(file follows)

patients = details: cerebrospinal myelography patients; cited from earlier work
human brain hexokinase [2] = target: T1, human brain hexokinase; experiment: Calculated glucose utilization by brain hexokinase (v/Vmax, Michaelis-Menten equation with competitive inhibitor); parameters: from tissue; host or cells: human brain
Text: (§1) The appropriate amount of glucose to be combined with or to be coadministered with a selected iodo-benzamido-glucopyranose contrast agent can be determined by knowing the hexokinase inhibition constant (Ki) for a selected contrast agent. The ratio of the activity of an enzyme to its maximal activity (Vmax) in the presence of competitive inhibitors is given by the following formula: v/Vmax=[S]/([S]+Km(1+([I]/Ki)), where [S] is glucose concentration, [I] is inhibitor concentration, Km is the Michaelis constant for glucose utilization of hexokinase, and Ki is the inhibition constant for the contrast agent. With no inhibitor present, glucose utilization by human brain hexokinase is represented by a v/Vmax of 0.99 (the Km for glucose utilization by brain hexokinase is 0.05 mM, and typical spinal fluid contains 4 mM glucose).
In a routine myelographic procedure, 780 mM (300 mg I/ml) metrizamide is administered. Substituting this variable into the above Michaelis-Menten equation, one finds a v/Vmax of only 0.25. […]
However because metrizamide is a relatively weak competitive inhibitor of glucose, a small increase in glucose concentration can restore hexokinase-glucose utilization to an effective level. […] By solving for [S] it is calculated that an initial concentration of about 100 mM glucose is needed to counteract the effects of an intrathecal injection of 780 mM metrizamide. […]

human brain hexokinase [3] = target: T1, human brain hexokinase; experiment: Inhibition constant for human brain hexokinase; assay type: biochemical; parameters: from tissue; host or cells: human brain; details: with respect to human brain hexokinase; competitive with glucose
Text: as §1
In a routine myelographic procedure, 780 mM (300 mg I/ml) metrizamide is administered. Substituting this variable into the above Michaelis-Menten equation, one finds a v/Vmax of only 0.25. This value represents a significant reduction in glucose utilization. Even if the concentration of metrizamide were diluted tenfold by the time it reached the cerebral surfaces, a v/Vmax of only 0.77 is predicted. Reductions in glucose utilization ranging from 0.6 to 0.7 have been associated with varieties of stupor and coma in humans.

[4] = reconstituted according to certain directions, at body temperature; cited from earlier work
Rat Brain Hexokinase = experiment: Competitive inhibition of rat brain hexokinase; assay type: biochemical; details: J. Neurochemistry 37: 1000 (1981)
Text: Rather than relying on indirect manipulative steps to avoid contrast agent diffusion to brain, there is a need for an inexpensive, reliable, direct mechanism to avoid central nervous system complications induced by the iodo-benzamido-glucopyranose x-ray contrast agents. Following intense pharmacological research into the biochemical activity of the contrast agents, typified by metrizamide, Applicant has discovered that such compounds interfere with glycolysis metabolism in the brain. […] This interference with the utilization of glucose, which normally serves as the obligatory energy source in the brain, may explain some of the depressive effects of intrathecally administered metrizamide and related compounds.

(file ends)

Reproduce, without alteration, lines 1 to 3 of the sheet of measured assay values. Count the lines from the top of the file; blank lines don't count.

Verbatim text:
patients = details: cerebrospinal myelography patients; cited from earlier work
human brain hexokinase [2] = target: T1, human brain hexokinase; experiment: Calculated glucose utilization by brain hexokinase (v/Vmax, Michaelis-Menten equation with competitive inhibitor); parameters: from tissue; host or cells: human brain
Text: (§1) The appropriate amount of glucose to be combined with or to be coadministered with a selected iodo-benzamido-glucopyranose contrast agent can be determined by knowing the hexokinase inhibition constant (Ki) for a selected contrast agent. The ratio of the activity of an enzyme to its maximal activity (Vmax) in the presence of competitive inhibitors is given by the following formula: v/Vmax=[S]/([S]+Km(1+([I]/Ki)), where [S] is glucose concentration, [I] is inhibitor concentration, Km is the Michaelis constant for glucose utilization of hexokinase, and Ki is the inhibition constant for the contrast agent. With no inhibitor present, glucose utilization by human brain hexokinase is represented by a v/Vmax of 0.99 (the Km for glucose utilization by brain hexokinase is 0.05 mM, and typical spinal fluid contains 4 mM glucose).